• Reach out to those closest to you for support. Share with them your struggles and let them know how they can help you, whether by keeping you accountable or diffusing negative situations for you.

While the holidays can prove to be a stressful, tempting, and overwhelming time, try to see the good in it all. Stay positive and focused, and the road to recovery may not seem so bleak! Every hurdle is another accomplishment to add to your list.

What has helped you manage similar issues during the holiday time? We’d like to hear about your personal experiences. Please share with us in the comments.


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The Need for Resiliency in Your Life

resilience-plantResiliency is a term that has been gaining much traction in the mental health industry over the last couple of years because of its connectedness to improved wellbeing. Like many terms in the mental health industry, we hear it all the time, but what exactly does it mean to you on an every day level?

Simply put, resiliency is an individual’s ability to bounce back from setbacks or challenges in life with confidence and self-esteem in tact by harnessing inner strength. Resiliency is our defense against difficult times in that, as a skill, it allows us to see past the immediate period of hardship and into the future of more hopeful times. Resilient people have the ability to make realistic plans and carry them out while maintaining their self-esteem and a positive view of self and their abilities, even when negative life events challenge their confidence and energy.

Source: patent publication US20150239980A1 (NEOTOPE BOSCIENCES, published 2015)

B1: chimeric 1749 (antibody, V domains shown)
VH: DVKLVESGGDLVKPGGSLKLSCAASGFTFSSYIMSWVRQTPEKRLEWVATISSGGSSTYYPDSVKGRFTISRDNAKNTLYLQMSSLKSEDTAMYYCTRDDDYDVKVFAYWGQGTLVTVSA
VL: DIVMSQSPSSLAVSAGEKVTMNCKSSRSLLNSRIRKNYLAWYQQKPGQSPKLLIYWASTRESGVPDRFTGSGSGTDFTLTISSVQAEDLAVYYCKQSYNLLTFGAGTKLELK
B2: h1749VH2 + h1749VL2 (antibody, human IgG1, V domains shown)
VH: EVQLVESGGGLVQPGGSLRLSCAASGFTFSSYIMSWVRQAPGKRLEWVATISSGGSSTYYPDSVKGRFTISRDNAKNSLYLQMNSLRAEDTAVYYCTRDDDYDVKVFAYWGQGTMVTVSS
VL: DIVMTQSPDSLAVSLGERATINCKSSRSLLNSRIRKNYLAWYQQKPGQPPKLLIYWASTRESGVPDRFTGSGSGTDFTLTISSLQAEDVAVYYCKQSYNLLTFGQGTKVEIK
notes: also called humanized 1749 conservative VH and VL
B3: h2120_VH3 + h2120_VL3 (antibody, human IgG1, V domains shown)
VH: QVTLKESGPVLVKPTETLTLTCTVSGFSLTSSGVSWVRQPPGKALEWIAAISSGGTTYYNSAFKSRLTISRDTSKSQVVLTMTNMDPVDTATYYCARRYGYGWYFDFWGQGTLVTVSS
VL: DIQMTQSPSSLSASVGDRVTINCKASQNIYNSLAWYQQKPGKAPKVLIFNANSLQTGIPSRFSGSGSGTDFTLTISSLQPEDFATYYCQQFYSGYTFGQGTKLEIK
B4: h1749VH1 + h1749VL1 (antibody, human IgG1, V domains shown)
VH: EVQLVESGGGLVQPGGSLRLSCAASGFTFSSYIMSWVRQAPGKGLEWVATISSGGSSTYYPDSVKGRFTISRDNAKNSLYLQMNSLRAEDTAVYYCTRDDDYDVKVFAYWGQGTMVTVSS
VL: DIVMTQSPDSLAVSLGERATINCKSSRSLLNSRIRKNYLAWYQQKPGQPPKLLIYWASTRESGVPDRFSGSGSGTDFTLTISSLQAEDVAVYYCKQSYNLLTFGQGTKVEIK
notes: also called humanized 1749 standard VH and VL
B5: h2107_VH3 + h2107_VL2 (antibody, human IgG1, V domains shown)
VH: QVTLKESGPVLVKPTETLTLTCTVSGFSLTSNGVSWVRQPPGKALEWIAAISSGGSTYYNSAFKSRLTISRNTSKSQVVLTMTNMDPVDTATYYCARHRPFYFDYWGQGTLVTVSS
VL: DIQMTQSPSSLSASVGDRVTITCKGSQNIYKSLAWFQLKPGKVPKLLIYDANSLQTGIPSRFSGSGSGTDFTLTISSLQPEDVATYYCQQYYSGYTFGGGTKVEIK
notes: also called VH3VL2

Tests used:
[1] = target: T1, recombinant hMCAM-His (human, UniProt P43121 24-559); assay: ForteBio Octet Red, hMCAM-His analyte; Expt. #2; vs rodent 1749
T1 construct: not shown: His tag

Difficult events that challenge an individual’s resiliency could include death of a loved one, loss of a job, a relationship break-up, financial issues, etc. although all life events, large and small, could have an effect on an individual’s ability to cope.